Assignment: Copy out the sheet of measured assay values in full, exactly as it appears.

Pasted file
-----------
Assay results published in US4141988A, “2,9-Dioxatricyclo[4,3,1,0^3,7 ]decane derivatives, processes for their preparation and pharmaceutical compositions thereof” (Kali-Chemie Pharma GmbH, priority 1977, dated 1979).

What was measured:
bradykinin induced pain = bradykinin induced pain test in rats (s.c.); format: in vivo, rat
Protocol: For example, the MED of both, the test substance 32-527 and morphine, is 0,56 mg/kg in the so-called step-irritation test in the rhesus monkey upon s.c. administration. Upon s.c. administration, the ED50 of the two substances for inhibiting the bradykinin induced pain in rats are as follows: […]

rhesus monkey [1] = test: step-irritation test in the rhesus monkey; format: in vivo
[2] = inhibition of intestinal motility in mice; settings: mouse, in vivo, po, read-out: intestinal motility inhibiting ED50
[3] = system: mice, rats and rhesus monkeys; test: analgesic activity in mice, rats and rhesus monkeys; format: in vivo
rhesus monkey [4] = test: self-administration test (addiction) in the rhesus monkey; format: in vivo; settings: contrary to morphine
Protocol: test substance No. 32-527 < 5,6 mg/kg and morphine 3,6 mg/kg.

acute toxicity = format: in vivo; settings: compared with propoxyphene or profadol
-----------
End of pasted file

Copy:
Assay results published in US4141988A, “2,9-Dioxatricyclo[4,3,1,0^3,7 ]decane derivatives, processes for their preparation and pharmaceutical compositions thereof” (Kali-Chemie Pharma GmbH, priority 1977, dated 1979).

What was measured:
bradykinin induced pain = bradykinin induced pain test in rats (s.c.); format: in vivo, rat
Protocol: For example, the MED of both, the test substance 32-527 and morphine, is 0,56 mg/kg in the so-called step-irritation test in the rhesus monkey upon s.c. administration. Upon s.c. administration, the ED50 of the two substances for inhibiting the bradykinin induced pain in rats are as follows: […]

rhesus monkey [1] = test: step-irritation test in the rhesus monkey; format: in vivo
[2] = inhibition of intestinal motility in mice; settings: mouse, in vivo, po, read-out: intestinal motility inhibiting ED50
[3] = system: mice, rats and rhesus monkeys; test: analgesic activity in mice, rats and rhesus monkeys; format: in vivo
rhesus monkey [4] = test: self-administration test (addiction) in the rhesus monkey; format: in vivo; settings: contrary to morphine
Protocol: test substance No. 32-527 < 5,6 mg/kg and morphine 3,6 mg/kg.

acute toxicity = format: in vivo; settings: compared with propoxyphene or profadol